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Editorial

When Is Open Access Not Open Access?

  • Catriona J MacCallum
  • Published: October 16, 2007
  • DOI: 10.1371/journal.pbio.0050285
  • Featured in PLOS Collections

Reader Comments (7)

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When Is Open Access Not Open Access? - Reply

Posted by plosbiology on 07 May 2009 at 22:20 GMT

Author: Thomas Lemberger
Position: Editor
Institution: EMBO
E-mail: thomas.Lemberger@embo.org
Submitted Date: October 31, 2007
Published Date: October 31, 2007
This comment was originally posted as a “Reader Response” on the publication date indicated above. All Reader Responses are now available as comments.

Dear Dr. MacCallum,

Thank you very much for your Editorial “When Is Open Access Not Open Access?” published in PLoS Biology on October 16, 2007. I completely share the opinion that there is an urgent need to better inform the scientific community on the subtleties of publishing licences – “the small print” as you rightly qualify these – and clarify their implications for the concept of “open access”.

It is however quite unfortunate and somewhat ironic that you chose to stigmatise Molecular Systems Biology as an example of a journal that would “promulgate” confusion about open access. As it turns out, Molecular Systems Biology is very attached to the idea of making research freely available and to let authors decide what to do with their own research. In this spirit of openness and respect for authors, we have recently adapted our licence to publish (Oct 1st, 2007). If you take a few moments to actually follow, on our website, the “prominent link in the left hand column titled ‘open access’” (http://www.nature.com/msb...), you will discover that we offer our authors the option to select the type of licence under which their paper will be published:

“Molecular Systems Biology articles are published either under a Creative Commons Attribution – NonCommercial – ShareAlike 3.0 licence or an Attribution – Creative Commons – NonCommercial – NoDerivs 3.0 licence, at the free choice of the authors.”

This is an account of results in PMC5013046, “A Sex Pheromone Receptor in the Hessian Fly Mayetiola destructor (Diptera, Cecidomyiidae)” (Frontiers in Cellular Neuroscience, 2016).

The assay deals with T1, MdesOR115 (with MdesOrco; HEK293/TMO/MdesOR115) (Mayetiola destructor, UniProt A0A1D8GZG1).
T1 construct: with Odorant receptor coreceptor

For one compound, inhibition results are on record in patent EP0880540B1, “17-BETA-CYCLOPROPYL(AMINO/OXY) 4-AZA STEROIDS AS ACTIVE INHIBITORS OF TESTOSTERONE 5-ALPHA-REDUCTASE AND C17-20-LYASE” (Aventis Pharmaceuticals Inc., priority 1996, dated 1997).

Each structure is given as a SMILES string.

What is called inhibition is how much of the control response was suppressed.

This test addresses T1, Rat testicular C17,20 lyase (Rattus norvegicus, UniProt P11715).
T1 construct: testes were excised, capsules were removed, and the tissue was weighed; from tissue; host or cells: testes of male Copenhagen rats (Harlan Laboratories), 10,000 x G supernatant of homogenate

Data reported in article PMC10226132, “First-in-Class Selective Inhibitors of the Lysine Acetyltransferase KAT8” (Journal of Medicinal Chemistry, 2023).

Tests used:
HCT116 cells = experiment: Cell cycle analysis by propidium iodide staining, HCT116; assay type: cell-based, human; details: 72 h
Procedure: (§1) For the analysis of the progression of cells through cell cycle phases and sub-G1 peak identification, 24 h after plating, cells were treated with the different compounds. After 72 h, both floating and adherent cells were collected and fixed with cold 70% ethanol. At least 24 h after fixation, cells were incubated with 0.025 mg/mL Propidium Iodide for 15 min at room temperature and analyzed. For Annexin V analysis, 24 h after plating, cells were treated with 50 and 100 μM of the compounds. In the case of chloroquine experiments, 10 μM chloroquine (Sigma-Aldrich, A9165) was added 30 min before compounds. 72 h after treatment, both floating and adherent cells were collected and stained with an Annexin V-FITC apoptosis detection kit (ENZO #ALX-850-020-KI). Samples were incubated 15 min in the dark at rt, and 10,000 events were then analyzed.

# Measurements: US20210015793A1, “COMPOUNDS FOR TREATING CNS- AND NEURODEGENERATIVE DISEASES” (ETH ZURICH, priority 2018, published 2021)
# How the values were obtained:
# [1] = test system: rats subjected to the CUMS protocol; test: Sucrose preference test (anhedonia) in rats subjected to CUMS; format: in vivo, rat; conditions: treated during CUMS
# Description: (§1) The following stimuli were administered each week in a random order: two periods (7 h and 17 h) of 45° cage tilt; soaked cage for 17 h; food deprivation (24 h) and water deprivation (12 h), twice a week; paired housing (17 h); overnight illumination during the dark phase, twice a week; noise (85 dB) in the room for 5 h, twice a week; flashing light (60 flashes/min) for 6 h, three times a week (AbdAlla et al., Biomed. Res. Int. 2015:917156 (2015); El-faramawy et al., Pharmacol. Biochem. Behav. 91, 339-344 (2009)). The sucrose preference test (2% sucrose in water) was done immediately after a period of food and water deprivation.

The first licence allows derivatives and adaptations; the second does not.

I believe that providing authors the possibility to choose their licence has some decisive advantages: first, enforcing a conscious choice by authors will inevitably raise awareness on the issue within the community; second we would like to see this question being addressed in a more democratic way by the community itself rather than through incantations of what the ideal solution should be. My guess – and my personal hope – is that most of the authors will indeed choose the most open version of the licence, but I think that it is important to respect the opinion of those who think differently and would feel uncomfortable with the idea that their article can be remixed or adapted without them being fully aware of it.

Our attitude is motivated by the fact that, at Molecular Systems Biology, we see the role of a scientific journal more as a catalyst facilitating and accelerating scientific discovery rather than a policy-making instrument. What is Systems Biology? Rather than providing a rigid definition of a rapidly evolving field, we prefer to let the community define the scope of this field and we adapt to it. What is open access? Rather than relying on a dogmatic position in a still fluid situation, we prefer to let scientists define their priorities.

Having said that, I truly believe that open access offers a tremendous potential for researchers and scientific publishing and the current explosive development of data and text mining, semantic-web and information aggregation technologies represents one of our main motivations for providing our content freely available in an as open form as possible. Therefore, I cannot agree more that the time is now ripe to push the discussion of principles on one side and devote more efforts into realizing this potential by concrete achievements.

Yours truly,

Thomas Lemberger

Competing interests declared: I am Editor of Molecular Systems Biology.